With over 180,000 in Jews in Argentina, the largest population in Latin America, there is much to explore and discover for anyone interested in Jewish history. During this 3.5-hour Jewish Buenos Aires Tour, we will join a local historian to discover and document the living history of the city's Jewish population over the last 500 years.
The Foundation - Jewish Buenos Aires Tour
Jewish people were some of the first to settle in modern day Argentina, fleeing the Inquisition in Spain from the 1500’s onward. However, it wasn't until the country's independence in 1810 that an organized community formed. The community grew over the course of the century with the arrival of many Ashkenazi Jews leaving behind revolution and repression in various European countries and continued in the 20th century with the rise of Nazism. (For a broader look at immigration in Buenos Aires in general try our Buenos Aires History Tour
Our walk begins in the heart of the historic Jewish community of Once. In the 1920s and '30s, many Eastern European Jews settled in what became the city's garment district. Much of this bustling atmosphere still exists, even as many of the more prosperous Jews left for more affluent areas.
Visiting the AMIA
Our first main stop will be the Argentine Israelite Mutual Association (AMIA), an important symbol of the Jewish community. Founded in 1894 to promote the well being and development of Jewish life in Argentina, the building was the target of a terrorist attack on July 18, 1994, killing 85 people and injuring over 300. Since this tragic incident, the association has boldly increased its communication and outreach. This visit will allow us to learn more about their valuable contributions that benefit all citizens of Buenos Aires.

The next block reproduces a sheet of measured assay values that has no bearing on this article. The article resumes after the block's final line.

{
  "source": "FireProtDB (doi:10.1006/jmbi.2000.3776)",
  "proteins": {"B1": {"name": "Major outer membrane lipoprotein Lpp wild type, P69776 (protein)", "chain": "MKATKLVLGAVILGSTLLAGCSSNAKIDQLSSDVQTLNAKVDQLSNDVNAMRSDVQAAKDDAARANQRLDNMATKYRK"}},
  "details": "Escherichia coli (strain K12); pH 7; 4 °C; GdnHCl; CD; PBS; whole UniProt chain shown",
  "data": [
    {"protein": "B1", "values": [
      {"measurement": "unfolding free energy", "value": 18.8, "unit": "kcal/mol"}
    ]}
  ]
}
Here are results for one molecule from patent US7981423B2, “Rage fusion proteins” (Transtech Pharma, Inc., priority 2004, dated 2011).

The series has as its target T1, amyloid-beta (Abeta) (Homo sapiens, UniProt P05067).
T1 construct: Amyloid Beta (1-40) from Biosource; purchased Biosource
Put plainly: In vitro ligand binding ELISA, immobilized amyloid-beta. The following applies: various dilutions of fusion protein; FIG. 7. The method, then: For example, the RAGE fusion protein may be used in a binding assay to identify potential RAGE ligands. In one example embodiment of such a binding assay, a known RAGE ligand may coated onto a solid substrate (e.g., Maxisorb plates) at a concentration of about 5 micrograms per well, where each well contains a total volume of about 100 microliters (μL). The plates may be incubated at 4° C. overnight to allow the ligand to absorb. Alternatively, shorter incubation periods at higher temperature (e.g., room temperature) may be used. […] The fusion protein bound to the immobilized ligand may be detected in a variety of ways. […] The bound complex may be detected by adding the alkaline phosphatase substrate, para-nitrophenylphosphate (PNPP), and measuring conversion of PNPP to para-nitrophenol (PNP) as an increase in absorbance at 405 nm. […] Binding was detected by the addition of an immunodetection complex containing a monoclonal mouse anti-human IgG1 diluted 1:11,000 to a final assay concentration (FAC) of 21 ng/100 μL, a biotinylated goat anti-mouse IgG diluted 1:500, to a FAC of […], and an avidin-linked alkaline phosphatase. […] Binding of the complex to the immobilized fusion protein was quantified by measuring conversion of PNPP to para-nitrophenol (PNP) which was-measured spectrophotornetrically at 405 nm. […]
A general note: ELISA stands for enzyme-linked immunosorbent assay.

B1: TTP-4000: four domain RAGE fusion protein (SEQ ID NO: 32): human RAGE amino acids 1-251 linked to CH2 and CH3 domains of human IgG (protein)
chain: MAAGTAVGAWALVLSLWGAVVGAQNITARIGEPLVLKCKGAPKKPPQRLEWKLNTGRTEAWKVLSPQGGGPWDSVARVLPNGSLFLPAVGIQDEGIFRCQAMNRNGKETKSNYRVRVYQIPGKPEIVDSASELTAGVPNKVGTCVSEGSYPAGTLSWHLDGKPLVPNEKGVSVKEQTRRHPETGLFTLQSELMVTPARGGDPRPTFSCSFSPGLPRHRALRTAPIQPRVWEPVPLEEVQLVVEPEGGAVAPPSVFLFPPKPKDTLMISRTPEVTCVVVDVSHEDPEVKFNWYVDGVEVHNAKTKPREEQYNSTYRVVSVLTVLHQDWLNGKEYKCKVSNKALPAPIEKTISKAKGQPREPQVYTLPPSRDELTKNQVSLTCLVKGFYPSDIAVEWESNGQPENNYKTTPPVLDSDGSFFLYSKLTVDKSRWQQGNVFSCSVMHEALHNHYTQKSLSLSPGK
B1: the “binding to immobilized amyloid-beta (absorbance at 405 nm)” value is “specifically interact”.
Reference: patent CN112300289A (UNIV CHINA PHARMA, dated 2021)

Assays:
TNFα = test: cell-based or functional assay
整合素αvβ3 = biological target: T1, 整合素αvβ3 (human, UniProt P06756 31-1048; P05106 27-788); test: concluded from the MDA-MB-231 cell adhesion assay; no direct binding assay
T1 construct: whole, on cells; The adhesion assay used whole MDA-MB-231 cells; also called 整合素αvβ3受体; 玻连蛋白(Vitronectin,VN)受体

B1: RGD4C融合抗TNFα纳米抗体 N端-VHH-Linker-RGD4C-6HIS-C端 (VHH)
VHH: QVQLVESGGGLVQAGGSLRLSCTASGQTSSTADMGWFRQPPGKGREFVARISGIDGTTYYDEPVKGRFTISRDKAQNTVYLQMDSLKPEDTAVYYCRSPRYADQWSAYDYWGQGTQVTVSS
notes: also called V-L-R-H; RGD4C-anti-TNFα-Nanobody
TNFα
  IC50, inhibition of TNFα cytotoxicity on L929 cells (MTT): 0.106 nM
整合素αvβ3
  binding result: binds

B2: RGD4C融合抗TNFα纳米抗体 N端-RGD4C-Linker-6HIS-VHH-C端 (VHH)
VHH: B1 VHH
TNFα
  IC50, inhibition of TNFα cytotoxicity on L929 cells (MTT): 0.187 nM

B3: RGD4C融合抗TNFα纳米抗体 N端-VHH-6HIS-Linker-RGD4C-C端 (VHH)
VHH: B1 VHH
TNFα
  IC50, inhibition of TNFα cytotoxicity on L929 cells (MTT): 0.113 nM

Religious and Artistic Heritage
We'll work our way towards the nearby Gran Templo Paso. One of the oldest Conservative Synagogues in the area, it was established in 1930 on the site of the city's first Talmud Torah. We'll be granted an exclusive visit of the impressive interior decorated with lovely Ashkenazi iconography. From here we'll soak up the ambiance of the area, where we may admire the delicacies of a Jewish bakery, stop to meet some local shopkeepers, or learn about a historic Yiddish Theater.
Lastly, we'll travel down to Templo Libertad, located near the Teatro Colón (discussed on our Buenos Aires City Tour
), covering BA's Belle Epoque architecture). Inaugurated in 1875 in the Byzantine style, it was the first synagogue in Buenos Aires. Time and reservations permitting, we'll be able to visit its Jewish Museum and the inside of the Temple.
Our visit will not only provide an excellent overview of Buenos Aires's Jewish history, but will add a special dimension and a unique window into this vibrant community through our insider access to sites usually closed to the public.
Important: To secure a reservation at any of the sites we will need your full name, passport country and number, telephone, email and address with as much advance notice as possible. A reminder will be included in your confirmation. For bookings within less than a week or for afternoon walks, we can provide alternative sites, though possibly not at AMIA or Synagogues.
Note: The walk payment includes the taxi or metro fare between sites during your visit, however it is customary at the AMIA and the Synagogues to offer an individual, per person donation ($15 USD for AMIA and approximately $10 USD per synagogue).
Are the interior of the synagogues visited?
Yes, as long as you've reserved in advance and for the morning both the Paso and Libertad synagogues will be included.
I would like to visit other Jewish sites in the city, is that possible?
Yes, please let us know your specific interests and we can design a custom itinerary for you.